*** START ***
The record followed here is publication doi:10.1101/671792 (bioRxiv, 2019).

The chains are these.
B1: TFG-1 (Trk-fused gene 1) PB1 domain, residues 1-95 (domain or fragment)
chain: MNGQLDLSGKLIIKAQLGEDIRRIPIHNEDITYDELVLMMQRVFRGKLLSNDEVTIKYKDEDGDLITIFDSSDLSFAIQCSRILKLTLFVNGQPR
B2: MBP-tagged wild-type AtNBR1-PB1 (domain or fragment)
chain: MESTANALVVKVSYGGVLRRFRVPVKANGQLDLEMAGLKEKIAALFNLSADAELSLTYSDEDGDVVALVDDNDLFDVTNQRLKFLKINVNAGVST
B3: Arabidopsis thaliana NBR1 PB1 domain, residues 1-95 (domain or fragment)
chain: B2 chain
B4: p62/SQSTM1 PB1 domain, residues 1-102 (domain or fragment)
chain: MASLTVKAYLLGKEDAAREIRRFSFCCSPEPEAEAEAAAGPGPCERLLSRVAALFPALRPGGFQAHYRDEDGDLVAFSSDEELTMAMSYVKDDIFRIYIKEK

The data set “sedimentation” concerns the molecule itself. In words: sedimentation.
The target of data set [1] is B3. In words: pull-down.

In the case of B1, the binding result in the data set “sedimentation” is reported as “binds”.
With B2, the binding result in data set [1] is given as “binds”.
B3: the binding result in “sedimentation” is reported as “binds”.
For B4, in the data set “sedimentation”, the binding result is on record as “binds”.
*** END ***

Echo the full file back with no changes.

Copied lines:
The record followed here is publication doi:10.1101/671792 (bioRxiv, 2019).

The chains are these.
B1: TFG-1 (Trk-fused gene 1) PB1 domain, residues 1-95 (domain or fragment)
chain: MNGQLDLSGKLIIKAQLGEDIRRIPIHNEDITYDELVLMMQRVFRGKLLSNDEVTIKYKDEDGDLITIFDSSDLSFAIQCSRILKLTLFVNGQPR
B2: MBP-tagged wild-type AtNBR1-PB1 (domain or fragment)
chain: MESTANALVVKVSYGGVLRRFRVPVKANGQLDLEMAGLKEKIAALFNLSADAELSLTYSDEDGDVVALVDDNDLFDVTNQRLKFLKINVNAGVST
B3: Arabidopsis thaliana NBR1 PB1 domain, residues 1-95 (domain or fragment)
chain: B2 chain
B4: p62/SQSTM1 PB1 domain, residues 1-102 (domain or fragment)
chain: MASLTVKAYLLGKEDAAREIRRFSFCCSPEPEAEAEAAAGPGPCERLLSRVAALFPALRPGGFQAHYRDEDGDLVAFSSDEELTMAMSYVKDDIFRIYIKEK

The data set “sedimentation” concerns the molecule itself. In words: sedimentation.
The target of data set [1] is B3. In words: pull-down.

In the case of B1, the binding result in the data set “sedimentation” is reported as “binds”.
With B2, the binding result in data set [1] is given as “binds”.
B3: the binding result in “sedimentation” is reported as “binds”.
For B4, in the data set “sedimentation”, the binding result is on record as “binds”.